Hope it's clear

Regards
Harsh
_________________
Target Test Prep Representative
Status: Founder & CEO
Affiliations: Target Test Prep
Joined: 14 Oct 2015
Posts: 8137
Location: United States (CA)
Re: If X and Y are sets of integers, X@Y denotes the set of inte  [#permalink]

### Show Tags

06 Mar 2018, 08:00
Quote:

If X and Y are sets of integers, X@Y denotes the set of integers that belong to set X or set Y, but not both. If X consists of 10 integers, Y consists of 18 integers, and 6 of the integers are in both X and Y, then X@Y consists of how many integers?

(A) 6
(B) 16
(C) 22
(D) 30
(E) 174

Note that the 6 numbers belonging to both sets must be subtracted from set X and again from set Y.

We can use the equation:

X@Y= set X - both + set Y - both

X@Y = 10 - 6 + 18 - 6 = 16

_________________

# Scott Woodbury-Stewart

Founder and CEO

Scott@TargetTestPrep.com
122 Reviews

5-star rated online GMAT quant
self study course

See why Target Test Prep is the top rated GMAT quant course on GMAT Club. Read Our Reviews

If you find one of my posts helpful, please take a moment to click on the "Kudos" button.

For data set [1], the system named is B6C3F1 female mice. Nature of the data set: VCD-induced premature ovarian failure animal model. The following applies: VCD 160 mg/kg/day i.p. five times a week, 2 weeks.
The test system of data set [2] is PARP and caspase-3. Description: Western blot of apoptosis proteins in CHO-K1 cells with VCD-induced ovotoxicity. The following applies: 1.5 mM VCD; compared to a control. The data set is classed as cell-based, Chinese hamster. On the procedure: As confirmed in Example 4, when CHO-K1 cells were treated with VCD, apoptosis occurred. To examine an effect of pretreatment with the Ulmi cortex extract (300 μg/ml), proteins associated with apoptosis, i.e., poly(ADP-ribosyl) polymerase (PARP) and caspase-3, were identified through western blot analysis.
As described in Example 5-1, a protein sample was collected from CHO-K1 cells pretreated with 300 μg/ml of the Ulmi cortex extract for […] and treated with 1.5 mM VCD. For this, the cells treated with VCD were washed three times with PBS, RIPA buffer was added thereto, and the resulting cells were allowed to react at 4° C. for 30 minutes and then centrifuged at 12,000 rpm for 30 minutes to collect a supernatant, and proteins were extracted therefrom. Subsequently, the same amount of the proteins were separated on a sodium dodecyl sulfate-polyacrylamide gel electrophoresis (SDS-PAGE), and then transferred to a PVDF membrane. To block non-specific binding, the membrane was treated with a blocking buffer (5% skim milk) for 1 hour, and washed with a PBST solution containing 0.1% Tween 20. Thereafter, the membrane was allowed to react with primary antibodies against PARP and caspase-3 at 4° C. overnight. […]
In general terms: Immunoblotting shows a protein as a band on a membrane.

Senior Manager
Joined: 26 Jun 2017
Posts: 399
Location: Russian Federation
Concentration: General Management, Strategy
WE: Information Technology (Other)
Re: If X and Y are sets of integers, X@Y denotes the set of inte  [#permalink]

### Show Tags

22 Feb 2019, 14:44
Bunuel wrote:
The Official Guide For GMAT® Quantitative Review, 2ND Edition

If X and Y are sets of integers, X@Y denotes the set of integers that belong to set X or set Y, but not both. If X consists of 10 integers, Y consists of 18 integers, and 6 of the integers are in both X and Y, then X@Y consists of how many integers?

(A) 6
(B) 16
(C) 22
(D) 30
(E) 174

Problem Solving
Question: 18
Category: Arithmetic Properties of numbers
Page: 64
Difficulty: 600

(10-6) + (20-6) = 16
Re: If X and Y are sets of integers, X@Y denotes the set of inte   [#permalink] 22 Feb 2019, 14:44
Display posts from previous: Sort by